The Royal Statistical Society has published a list of 10 recommendations in a bid to improve the accuracy and usefulness of gender pay gap reporting, calling the current system "flawed in principle". 

It noted that numerous employers are making mistakes when submitting gender pay gap data, with some employers reporting statistically impossible results. 

Main recommendations

1. Publish the gap in pounds and pence, rather than as a percentage, for example, "for every £1 that the median man earned, the median woman earned 79p" (rather than "women's median hourly rate was 20.9% lower than men's").

2. Provide free online calculators to help increase the accuracy of reporting with built in "sanity checks" to make it clear when mistakes have been made and prevent statistically implausible entries. This could be achieved by automatically questioning any employer seeking to report that its median female employee was earning less than 50 pence or more than £2 for every £1 earned by the median man (or vice versa).

3. Improve government guidance over the calculation of the median gender pay gap which some employers have misunderstood.  It suggests that it should be explained in this way - "If all company employees were lined up in a female line and a male line, in order of pay from highest to lowest, the median gender pay gap compares the pay difference between the female and the male standing in the middle of their respective lines."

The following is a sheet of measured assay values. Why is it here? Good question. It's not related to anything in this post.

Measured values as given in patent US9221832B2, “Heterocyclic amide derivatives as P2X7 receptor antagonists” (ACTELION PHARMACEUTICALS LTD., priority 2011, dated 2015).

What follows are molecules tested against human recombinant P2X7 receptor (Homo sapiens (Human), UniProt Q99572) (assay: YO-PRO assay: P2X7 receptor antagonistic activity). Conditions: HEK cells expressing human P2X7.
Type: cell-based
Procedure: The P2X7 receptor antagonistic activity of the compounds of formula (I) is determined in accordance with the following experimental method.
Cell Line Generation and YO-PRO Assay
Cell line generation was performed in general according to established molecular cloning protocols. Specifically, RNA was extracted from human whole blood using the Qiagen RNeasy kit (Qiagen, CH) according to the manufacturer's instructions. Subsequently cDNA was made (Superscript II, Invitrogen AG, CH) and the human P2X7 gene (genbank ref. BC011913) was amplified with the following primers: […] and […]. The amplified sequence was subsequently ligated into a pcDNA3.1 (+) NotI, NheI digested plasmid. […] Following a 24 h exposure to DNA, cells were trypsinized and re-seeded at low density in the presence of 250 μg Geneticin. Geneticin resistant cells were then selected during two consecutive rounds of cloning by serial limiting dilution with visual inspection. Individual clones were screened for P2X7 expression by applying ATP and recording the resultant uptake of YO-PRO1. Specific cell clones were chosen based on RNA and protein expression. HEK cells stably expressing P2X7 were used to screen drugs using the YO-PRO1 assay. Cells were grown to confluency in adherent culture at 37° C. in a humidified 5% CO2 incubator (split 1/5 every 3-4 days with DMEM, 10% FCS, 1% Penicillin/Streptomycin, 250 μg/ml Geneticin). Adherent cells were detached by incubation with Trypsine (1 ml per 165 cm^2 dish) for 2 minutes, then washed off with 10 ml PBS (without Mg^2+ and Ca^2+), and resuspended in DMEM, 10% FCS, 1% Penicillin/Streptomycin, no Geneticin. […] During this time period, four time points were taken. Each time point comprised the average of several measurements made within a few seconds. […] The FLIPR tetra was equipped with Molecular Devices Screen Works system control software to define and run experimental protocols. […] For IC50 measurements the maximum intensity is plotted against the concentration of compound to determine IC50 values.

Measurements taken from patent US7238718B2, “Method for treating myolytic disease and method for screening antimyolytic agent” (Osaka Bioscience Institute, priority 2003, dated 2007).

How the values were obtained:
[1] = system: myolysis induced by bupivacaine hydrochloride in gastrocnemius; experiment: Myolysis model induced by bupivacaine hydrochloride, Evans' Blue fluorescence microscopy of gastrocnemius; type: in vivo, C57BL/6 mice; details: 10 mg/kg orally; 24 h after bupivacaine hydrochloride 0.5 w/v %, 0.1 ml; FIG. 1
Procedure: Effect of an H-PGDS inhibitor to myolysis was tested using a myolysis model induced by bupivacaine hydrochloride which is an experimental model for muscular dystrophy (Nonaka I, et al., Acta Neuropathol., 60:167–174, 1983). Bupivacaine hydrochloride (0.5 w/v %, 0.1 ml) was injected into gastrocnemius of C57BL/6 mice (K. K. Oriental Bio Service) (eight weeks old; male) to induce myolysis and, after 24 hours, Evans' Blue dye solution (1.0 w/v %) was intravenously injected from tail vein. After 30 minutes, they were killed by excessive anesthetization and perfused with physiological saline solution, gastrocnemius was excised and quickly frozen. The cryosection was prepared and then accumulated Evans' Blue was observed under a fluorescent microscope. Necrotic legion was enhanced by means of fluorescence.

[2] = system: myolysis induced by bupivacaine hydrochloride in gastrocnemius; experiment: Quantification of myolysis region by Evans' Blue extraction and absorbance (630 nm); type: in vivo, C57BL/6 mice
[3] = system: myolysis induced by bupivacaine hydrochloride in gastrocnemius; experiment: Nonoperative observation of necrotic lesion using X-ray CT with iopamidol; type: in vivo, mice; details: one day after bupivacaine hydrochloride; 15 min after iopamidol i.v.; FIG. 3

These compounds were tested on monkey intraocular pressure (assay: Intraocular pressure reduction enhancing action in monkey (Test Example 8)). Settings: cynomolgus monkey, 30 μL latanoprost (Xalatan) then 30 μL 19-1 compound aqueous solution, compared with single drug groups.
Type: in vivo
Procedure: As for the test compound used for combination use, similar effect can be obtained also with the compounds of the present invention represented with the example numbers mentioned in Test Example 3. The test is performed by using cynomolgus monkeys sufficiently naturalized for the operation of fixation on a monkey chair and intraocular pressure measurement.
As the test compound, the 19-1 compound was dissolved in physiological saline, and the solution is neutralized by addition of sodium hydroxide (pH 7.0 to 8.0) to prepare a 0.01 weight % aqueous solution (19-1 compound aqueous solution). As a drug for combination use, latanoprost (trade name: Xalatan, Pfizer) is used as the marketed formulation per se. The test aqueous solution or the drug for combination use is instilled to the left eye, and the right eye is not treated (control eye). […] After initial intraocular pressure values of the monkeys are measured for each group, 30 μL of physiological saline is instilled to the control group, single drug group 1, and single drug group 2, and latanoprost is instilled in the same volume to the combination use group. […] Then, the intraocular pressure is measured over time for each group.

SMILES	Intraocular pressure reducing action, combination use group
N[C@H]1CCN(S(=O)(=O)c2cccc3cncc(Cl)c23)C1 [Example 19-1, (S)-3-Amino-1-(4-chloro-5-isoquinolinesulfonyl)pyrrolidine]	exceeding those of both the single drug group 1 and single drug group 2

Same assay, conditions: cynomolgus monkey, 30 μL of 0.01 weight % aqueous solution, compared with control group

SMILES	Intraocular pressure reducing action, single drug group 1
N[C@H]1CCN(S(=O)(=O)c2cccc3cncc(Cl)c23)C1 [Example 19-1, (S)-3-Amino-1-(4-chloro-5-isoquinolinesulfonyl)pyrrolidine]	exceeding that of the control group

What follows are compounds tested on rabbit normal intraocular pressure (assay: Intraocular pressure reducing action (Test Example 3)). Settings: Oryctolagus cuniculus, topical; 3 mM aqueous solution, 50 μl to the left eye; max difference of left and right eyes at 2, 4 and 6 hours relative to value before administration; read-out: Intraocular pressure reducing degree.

4. Improve government guidance on use of income quartiles to make it clear that the pay quartiles must have equal numbers of employees in each quartile.

5. Calculate the gender pay gap within each quartile to make it harder for employers to publish misleading figures.

6. Publish each employer's annual results side-by-side to facilitate comparisons and the identification of trends.

7. Identify organisations on the government database that employ fewer than 100 women or men. This is because it can be hard to draw conclusions about whether their pay gap is down to chance or due to some form of discrimination.

The report also recommends keeping the reporting threshold at 250 employees and improving the statistical skills of HR teams.

Unless the government makes changes to gender pay gap reporting, employers don't have to do anything differently (provided their data is correct). However, it might be sensible to adopt some of these changes (particularly publishing data in pounds and pence) on your website to make the information easier to understand.